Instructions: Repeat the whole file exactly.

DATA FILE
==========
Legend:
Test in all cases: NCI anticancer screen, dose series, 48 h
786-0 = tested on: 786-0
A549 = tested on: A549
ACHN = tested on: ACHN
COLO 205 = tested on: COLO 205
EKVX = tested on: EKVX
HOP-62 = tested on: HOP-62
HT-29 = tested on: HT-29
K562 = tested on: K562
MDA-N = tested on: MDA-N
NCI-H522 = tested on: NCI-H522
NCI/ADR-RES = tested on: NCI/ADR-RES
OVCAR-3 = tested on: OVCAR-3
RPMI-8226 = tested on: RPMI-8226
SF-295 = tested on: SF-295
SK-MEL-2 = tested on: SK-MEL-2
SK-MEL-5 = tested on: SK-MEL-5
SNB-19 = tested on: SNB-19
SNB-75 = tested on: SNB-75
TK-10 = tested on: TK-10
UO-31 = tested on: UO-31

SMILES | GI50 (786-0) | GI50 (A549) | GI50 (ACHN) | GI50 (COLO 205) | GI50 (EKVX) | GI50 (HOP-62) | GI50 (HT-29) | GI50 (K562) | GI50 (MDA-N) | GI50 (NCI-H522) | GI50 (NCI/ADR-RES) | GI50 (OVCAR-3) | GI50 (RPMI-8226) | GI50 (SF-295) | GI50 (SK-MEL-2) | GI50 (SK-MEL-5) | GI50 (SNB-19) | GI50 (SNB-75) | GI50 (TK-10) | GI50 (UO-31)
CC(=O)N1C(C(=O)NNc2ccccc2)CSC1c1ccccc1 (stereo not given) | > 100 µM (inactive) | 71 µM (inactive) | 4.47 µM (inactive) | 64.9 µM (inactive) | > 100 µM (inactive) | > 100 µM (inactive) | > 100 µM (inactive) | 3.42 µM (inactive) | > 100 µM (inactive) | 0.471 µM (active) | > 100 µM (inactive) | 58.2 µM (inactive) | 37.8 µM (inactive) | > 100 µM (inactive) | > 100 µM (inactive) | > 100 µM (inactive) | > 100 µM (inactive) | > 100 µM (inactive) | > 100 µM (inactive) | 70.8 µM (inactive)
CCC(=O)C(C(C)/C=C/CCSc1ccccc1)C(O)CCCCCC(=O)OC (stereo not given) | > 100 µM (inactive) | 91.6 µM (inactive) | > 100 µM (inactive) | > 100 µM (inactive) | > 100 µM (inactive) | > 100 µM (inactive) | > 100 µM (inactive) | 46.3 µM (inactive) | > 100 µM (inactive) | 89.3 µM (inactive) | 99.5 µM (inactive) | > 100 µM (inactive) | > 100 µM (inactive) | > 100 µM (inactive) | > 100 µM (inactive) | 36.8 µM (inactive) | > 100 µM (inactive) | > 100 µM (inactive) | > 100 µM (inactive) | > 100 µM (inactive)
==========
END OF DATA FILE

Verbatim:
Legend:
Test in all cases: NCI anticancer screen, dose series, 48 h
786-0 = tested on: 786-0
A549 = tested on: A549
ACHN = tested on: ACHN
COLO 205 = tested on: COLO 205
EKVX = tested on: EKVX
HOP-62 = tested on: HOP-62
HT-29 = tested on: HT-29
K562 = tested on: K562
MDA-N = tested on: MDA-N
NCI-H522 = tested on: NCI-H522
NCI/ADR-RES = tested on: NCI/ADR-RES
OVCAR-3 = tested on: OVCAR-3
RPMI-8226 = tested on: RPMI-8226
SF-295 = tested on: SF-295
SK-MEL-2 = tested on: SK-MEL-2
SK-MEL-5 = tested on: SK-MEL-5
SNB-19 = tested on: SNB-19
SNB-75 = tested on: SNB-75
TK-10 = tested on: TK-10
UO-31 = tested on: UO-31

SMILES | GI50 (786-0) | GI50 (A549) | GI50 (ACHN) | GI50 (COLO 205) | GI50 (EKVX) | GI50 (HOP-62) | GI50 (HT-29) | GI50 (K562) | GI50 (MDA-N) | GI50 (NCI-H522) | GI50 (NCI/ADR-RES) | GI50 (OVCAR-3) | GI50 (RPMI-8226) | GI50 (SF-295) | GI50 (SK-MEL-2) | GI50 (SK-MEL-5) | GI50 (SNB-19) | GI50 (SNB-75) | GI50 (TK-10) | GI50 (UO-31)
CC(=O)N1C(C(=O)NNc2ccccc2)CSC1c1ccccc1 (stereo not given) | > 100 µM (inactive) | 71 µM (inactive) | 4.47 µM (inactive) | 64.9 µM (inactive) | > 100 µM (inactive) | > 100 µM (inactive) | > 100 µM (inactive) | 3.42 µM (inactive) | > 100 µM (inactive) | 0.471 µM (active) | > 100 µM (inactive) | 58.2 µM (inactive) | 37.8 µM (inactive) | > 100 µM (inactive) | > 100 µM (inactive) | > 100 µM (inactive) | > 100 µM (inactive) | > 100 µM (inactive) | > 100 µM (inactive) | 70.8 µM (inactive)
CCC(=O)C(C(C)/C=C/CCSc1ccccc1)C(O)CCCCCC(=O)OC (stereo not given) | > 100 µM (inactive) | 91.6 µM (inactive) | > 100 µM (inactive) | > 100 µM (inactive) | > 100 µM (inactive) | > 100 µM (inactive) | > 100 µM (inactive) | 46.3 µM (inactive) | > 100 µM (inactive) | 89.3 µM (inactive) | 99.5 µM (inactive) | > 100 µM (inactive) | > 100 µM (inactive) | > 100 µM (inactive) | > 100 µM (inactive) | 36.8 µM (inactive) | > 100 µM (inactive) | > 100 µM (inactive) | > 100 µM (inactive) | > 100 µM (inactive)